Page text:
Being a Mom

Many of my friends will tell you that I am always looking for the next thing.  What should I do next?  For the past couple of years I have back burned any of my ambitions to focus on the home life.  Yes, I am a trustee at the kids school and I am involved in MOUSE (a non-profit I chaired years back) to celebrate their 10th year anniversary, am involved in a construction project which is connected to building a new home for our family and really looking forward to being involved in a profit organization again but today it hit me the amount of work it takes just being a Mom.

I have always been a worker.  I have always been ambitious too.  I like being intellectually challenged.  Maybe that is why I have always been looking and thinking about "what’s next."  The last couple of years it has become a pleasure taking a hiatus from the work world.  As much as I thought about the working world, I was always been hit with reality.  As I have been focused more on home, it would be really tough to do what I do at home and be involved with a start-up for 60 hours a week.  So, then what? 

Yesterday we took Emily to Newark in the early morning to go snow boarding out West for 3 weeks and in the evening took Jessica to JFK to go on her program to live in Florence for the month of July.  Then Fred and I drove out to the beach.  I started to smell the fresh air and unwind.

What a year.  It hit me last night as we were sitting in the back yard and enjoying the fresh air with a tequila in hand, how exhausted I am.  Besides moving this year, keeping on top of everyones schedule, travel and just life in general it is more about being the "go to" person.  Mom’s are the fall back person for everything.  How to help your kid navigate teenage life, how to navigate being on a sports team, how to bring out the best in each personality and their different interests, how to navigate school, make sure everyone has clothes on their back, have books to read and suggest books that they really should read, get personal attention and of course figure out dinner on a nightly basis.   Don’t forget keeping the refrigerator full or booking vacations or just making sure everything is running smoothly.  It is a true full time job.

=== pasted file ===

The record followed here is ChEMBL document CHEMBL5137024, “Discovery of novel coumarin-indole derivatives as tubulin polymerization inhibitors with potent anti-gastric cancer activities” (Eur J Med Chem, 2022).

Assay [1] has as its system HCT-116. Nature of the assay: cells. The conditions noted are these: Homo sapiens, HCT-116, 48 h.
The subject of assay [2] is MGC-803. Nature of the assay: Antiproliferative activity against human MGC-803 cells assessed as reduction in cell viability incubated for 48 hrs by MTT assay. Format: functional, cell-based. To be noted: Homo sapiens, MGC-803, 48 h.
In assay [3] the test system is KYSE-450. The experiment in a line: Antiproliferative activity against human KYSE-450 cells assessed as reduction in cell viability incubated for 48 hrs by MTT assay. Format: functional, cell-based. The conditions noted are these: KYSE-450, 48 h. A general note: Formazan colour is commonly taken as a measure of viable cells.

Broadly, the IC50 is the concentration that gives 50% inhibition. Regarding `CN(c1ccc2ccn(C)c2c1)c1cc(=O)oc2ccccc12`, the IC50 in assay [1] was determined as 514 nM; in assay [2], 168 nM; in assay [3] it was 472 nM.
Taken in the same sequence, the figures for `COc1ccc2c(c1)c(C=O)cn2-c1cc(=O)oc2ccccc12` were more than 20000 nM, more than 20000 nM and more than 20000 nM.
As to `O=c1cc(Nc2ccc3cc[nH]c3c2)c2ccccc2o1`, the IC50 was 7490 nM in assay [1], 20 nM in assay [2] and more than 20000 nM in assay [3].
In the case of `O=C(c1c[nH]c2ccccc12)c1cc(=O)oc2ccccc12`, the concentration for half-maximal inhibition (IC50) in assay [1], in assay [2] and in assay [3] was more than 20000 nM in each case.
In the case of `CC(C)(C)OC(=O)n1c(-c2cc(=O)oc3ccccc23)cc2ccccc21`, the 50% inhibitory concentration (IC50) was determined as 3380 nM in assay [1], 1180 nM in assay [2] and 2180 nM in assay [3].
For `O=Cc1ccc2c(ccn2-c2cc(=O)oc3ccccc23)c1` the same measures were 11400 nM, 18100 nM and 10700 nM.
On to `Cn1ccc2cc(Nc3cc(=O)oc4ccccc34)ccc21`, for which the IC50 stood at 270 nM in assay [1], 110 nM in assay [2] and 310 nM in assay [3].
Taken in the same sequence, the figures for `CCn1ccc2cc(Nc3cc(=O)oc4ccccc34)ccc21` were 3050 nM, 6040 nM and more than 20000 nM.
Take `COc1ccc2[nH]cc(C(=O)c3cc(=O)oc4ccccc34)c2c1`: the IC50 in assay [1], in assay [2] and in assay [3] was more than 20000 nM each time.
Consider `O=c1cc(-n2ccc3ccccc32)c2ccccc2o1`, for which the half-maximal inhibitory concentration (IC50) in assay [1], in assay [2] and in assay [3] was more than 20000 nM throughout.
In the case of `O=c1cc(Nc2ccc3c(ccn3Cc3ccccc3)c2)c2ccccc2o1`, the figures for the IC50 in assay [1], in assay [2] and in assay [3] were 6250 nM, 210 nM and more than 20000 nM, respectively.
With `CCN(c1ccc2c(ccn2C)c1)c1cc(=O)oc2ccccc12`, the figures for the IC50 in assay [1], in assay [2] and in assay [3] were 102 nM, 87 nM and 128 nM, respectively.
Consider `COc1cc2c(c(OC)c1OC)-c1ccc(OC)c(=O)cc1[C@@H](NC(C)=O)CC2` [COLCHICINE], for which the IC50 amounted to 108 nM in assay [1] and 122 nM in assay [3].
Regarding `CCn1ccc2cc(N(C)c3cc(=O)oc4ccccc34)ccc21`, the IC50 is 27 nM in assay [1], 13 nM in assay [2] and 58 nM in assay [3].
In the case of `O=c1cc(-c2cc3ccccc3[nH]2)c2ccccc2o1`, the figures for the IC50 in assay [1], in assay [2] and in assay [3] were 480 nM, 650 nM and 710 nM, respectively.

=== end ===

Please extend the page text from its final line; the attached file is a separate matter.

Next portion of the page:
Somehow it just seems like something I just do vs. something I am working at.  I guess it is something I work hard at just doing.  Life was a breeze when the kids were young.  Bigger kids, bigger problems is how the saying goes.  I think it is just bigger kids bigger issues.  Helping teens become independent young adults and eventually independent adults is not an easy feat.  Every day is a lesson learned.  Lots of communication.  Learning by trial and error.  Most important is keeping a very long leash so that the kids feel a comfort zone and a sense of security but at the same time feel free to spread their wings and test the waters.  That frankly is exhausting. 

I am looking forward to a little rest and relaxation by myself to just clear my head and take the load off my shoulders until everyone comes home and we start up again. 

Comments (Archived):

  1. sixty-five

    I am quite in awe of your talents as a mom; it’s partly what keeps me reading the blog. But the R&R is well-deserved. Enjoy it!

  2. jonathan

    We adore having our children around, but this child-less couple of weeks is really special for us. It is a preview into when you and your husband have finished the job of raising your kids and they can begin their search for the next big thing.

    “….The last couple of years it has become a pleasure taking a hiatus from the work world…..”